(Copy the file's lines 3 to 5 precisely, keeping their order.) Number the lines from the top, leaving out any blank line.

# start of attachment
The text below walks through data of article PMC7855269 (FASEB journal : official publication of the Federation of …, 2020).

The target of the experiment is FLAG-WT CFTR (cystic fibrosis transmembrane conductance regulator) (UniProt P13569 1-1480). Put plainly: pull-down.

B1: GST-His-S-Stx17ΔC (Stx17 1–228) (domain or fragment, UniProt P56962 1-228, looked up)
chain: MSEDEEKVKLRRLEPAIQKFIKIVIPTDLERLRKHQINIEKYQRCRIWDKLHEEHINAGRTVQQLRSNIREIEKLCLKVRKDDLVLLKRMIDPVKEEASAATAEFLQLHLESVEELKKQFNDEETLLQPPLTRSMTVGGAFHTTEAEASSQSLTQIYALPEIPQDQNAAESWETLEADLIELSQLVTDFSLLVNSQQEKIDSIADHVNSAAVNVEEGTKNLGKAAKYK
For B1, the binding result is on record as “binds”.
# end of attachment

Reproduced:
B1: GST-His-S-Stx17ΔC (Stx17 1–228) (domain or fragment, UniProt P56962 1-228, looked up)
chain: MSEDEEKVKLRRLEPAIQKFIKIVIPTDLERLRKHQINIEKYQRCRIWDKLHEEHINAGRTVQQLRSNIREIEKLCLKVRKDDLVLLKRMIDPVKEEASAATAEFLQLHLESVEELKKQFNDEETLLQPPLTRSMTVGGAFHTTEAEASSQSLTQIYALPEIPQDQNAAESWETLEADLIELSQLVTDFSLLVNSQQEKIDSIADHVNSAAVNVEEGTKNLGKAAKYK
For B1, the binding result is on record as “binds”.